The turning point for Steve Green may have come in 2017, on the Friday before school would begin for DeKalb County’s 100,000 or so students.
The district’s leader took to the stage at Gwinnett County’s Infinite Energy Arena in front of teachers and administrators hitting a few old-school dance moves to Bobby Brown’s R&B classic “Every Little Step.”
“Just as the song says,” Green would later tell them, “every little step counts.”
That day, he was talking about the marginal progress the district had made under his leadership.
But the song and dance hit a wrong note with many teachers who were lamenting the loss of their last planning day before greeting students returning from summer break. Also rubbed wrong were other staffers not invited to the event, including bus drivers made to drive teachers to the event but not invited in to partake. That the event was held miles away from their base also didn’t help.
When DeKalb set out in late 2014 to find a new superintendent who would lead by example, it got a respected veteran educator who never endeared himself to his staff and was said to rule by a my-way-or-the-highway approach.
“We never set him up to succeed,” DeKalb County Board of Education member Joyce Morley said in the spring, after Green announced his intention to leave following the 2019-2020 school year. “There was no transition plan in place (when Green arrived in 2015). We just let him come in here and do whatever, with no road map.”
Green could not be reached for comment for this story.
Under Green, the district rarely told its own story.
In 2017, officials devised a plan for buy-in from the community at large. It spent hundreds of thousands of dollars on billboards and T-shirts and began printing a magazine with the motto: “Our stories. Our way.”
The Gwinnett County pep rally — pegged as a convocation by the district — was the culmination of that campaign, part of the district’s efforts to brand itself as an inclusive, familial environment where teachers and administrators alike were collaborating to put DeKalb’s best foot forward with the community.
But as schools were named to state lists honoring innovation, teams of students placed nationally in various competitions and alumni racked up major awards and national recognition, some of it would be relayed through the district’s magazine. Most of it would not. Interview requests on the untold stories were denied.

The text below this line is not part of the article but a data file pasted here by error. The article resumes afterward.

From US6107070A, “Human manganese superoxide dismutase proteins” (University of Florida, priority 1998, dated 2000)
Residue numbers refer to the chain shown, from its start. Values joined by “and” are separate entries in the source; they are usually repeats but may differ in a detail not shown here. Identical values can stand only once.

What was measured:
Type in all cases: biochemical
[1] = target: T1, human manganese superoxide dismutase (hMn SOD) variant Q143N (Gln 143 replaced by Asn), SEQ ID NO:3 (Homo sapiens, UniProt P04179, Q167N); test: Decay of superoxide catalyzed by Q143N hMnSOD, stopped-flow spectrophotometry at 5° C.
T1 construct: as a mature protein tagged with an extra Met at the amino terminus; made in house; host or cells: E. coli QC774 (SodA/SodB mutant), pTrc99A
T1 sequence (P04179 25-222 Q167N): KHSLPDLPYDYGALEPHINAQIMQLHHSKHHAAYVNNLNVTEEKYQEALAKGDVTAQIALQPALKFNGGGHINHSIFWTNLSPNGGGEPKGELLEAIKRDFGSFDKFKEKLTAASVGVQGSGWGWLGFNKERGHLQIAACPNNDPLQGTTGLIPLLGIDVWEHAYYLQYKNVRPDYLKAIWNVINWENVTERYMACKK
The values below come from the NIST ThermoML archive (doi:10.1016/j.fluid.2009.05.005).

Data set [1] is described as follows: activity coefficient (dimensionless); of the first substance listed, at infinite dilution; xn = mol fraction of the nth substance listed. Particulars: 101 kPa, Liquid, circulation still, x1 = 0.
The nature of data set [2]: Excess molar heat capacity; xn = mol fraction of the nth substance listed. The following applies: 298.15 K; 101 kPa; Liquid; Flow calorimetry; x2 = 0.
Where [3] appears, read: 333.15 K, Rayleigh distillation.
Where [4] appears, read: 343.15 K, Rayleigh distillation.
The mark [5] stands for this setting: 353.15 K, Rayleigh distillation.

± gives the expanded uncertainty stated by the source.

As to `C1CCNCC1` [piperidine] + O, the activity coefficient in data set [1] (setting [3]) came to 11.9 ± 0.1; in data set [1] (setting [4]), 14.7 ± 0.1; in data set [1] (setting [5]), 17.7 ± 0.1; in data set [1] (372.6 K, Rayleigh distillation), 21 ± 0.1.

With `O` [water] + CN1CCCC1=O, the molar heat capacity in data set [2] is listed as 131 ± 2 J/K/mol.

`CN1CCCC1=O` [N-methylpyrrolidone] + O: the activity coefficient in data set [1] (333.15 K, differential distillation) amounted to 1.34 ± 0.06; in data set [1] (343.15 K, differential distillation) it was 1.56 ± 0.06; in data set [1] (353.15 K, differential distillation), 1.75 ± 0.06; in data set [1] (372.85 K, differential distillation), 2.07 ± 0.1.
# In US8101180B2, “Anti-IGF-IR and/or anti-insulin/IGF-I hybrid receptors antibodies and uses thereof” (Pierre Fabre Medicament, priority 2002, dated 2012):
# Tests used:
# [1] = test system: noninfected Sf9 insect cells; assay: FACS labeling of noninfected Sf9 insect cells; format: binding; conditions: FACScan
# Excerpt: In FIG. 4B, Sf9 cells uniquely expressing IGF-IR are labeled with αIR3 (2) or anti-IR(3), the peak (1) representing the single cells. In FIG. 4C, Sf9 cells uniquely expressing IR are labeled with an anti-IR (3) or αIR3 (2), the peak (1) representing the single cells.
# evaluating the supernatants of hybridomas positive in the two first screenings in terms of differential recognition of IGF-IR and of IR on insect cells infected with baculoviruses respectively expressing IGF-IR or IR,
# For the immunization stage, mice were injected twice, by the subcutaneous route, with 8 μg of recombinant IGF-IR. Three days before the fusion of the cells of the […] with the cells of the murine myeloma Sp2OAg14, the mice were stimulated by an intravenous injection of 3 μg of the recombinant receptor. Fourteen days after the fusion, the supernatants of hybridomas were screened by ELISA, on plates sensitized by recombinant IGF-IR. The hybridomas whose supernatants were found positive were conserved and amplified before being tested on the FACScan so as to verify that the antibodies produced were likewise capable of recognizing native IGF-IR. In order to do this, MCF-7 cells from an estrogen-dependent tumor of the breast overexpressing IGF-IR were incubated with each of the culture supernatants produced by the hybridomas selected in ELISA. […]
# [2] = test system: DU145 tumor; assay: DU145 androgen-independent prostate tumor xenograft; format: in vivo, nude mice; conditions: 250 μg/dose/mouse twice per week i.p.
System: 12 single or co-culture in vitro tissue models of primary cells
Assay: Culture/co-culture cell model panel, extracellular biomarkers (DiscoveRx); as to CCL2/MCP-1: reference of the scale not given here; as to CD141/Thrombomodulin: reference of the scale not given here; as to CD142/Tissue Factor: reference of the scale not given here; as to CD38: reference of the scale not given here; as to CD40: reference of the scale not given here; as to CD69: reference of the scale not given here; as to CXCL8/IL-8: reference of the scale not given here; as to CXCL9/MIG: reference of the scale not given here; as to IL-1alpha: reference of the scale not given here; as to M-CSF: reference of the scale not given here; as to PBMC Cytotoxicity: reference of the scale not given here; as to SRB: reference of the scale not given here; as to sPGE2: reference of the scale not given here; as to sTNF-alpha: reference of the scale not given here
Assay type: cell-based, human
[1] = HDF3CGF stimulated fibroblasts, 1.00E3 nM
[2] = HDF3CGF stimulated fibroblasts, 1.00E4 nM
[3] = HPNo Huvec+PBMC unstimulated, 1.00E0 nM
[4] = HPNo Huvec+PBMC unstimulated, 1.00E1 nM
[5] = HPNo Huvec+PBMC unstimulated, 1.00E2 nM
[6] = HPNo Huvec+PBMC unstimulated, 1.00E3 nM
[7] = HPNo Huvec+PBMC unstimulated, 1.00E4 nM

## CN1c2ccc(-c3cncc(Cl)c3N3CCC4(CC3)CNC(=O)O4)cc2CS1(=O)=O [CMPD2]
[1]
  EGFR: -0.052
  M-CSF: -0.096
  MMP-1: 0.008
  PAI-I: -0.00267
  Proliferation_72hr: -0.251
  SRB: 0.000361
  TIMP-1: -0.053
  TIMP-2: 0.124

Green was never aware of what the school district community needed from his leadership, said Willie Pringle, a DeKalb County resident. By the time he arrived, Pringle said, there was a yearning for good news out of the district. When Green was selected in 2015, there was no public meeting where the incoming leader got to hear what the community wanted.
“If you don’t come in the right way, you’re not going to be successful,” Pringle said.
That communication discrepancy won’t continue, district officials said.
“With the launch of the new superintendent search, the district intends to improve our communications with the community and all stakeholders within” the district, officials said. “We are using all of our resources to make sure that the community, staff, parents and students are aware and providing input into the search process.”
The school district’s outgoing leader held the superintendent post longer than anyone else in a 10-year stretch that saw it fall into debt and nearly lose its accreditation, then rebound with tens of millions of dollars in reserves and a multiyear accreditation approval. DeKalb Schools now boasts its highest graduation rate, but standardized test scores, until recently, were largely flat, and teacher turnover continues at the highest rate among metro Atlanta school districts.